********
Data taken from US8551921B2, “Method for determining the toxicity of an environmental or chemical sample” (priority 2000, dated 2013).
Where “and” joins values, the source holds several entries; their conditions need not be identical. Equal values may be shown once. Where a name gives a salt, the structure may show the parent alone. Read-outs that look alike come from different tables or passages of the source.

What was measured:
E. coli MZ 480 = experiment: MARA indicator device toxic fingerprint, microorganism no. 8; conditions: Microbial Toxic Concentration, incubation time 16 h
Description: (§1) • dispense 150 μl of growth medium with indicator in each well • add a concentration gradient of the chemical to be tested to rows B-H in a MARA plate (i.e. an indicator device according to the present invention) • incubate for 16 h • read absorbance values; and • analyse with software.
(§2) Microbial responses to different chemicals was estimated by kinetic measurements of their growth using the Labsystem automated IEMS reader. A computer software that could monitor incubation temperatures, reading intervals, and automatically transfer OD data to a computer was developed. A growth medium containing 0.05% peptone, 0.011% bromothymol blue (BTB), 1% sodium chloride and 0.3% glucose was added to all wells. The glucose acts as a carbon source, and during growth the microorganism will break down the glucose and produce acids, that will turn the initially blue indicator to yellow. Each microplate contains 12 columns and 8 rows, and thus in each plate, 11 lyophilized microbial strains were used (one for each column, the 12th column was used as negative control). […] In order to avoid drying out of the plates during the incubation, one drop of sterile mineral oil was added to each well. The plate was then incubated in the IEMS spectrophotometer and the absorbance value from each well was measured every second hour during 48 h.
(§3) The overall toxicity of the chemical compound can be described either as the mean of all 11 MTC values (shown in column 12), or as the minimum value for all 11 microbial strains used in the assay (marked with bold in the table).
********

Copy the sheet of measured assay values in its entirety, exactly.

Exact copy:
Data taken from US8551921B2, “Method for determining the toxicity of an environmental or chemical sample” (priority 2000, dated 2013).
Where “and” joins values, the source holds several entries; their conditions need not be identical. Equal values may be shown once. Where a name gives a salt, the structure may show the parent alone. Read-outs that look alike come from different tables or passages of the source.

What was measured:
E. coli MZ 480 = experiment: MARA indicator device toxic fingerprint, microorganism no. 8; conditions: Microbial Toxic Concentration, incubation time 16 h
Description: (§1) • dispense 150 μl of growth medium with indicator in each well • add a concentration gradient of the chemical to be tested to rows B-H in a MARA plate (i.e. an indicator device according to the present invention) • incubate for 16 h • read absorbance values; and • analyse with software.
(§2) Microbial responses to different chemicals was estimated by kinetic measurements of their growth using the Labsystem automated IEMS reader. A computer software that could monitor incubation temperatures, reading intervals, and automatically transfer OD data to a computer was developed. A growth medium containing 0.05% peptone, 0.011% bromothymol blue (BTB), 1% sodium chloride and 0.3% glucose was added to all wells. The glucose acts as a carbon source, and during growth the microorganism will break down the glucose and produce acids, that will turn the initially blue indicator to yellow. Each microplate contains 12 columns and 8 rows, and thus in each plate, 11 lyophilized microbial strains were used (one for each column, the 12th column was used as negative control). […] In order to avoid drying out of the plates during the incubation, one drop of sterile mineral oil was added to each well. The plate was then incubated in the IEMS spectrophotometer and the absorbance value from each well was measured every second hour during 48 h.
(§3) The overall toxicity of the chemical compound can be described either as the mean of all 11 MTC values (shown in column 12), or as the minimum value for all 11 microbial strains used in the assay (marked with bold in the table).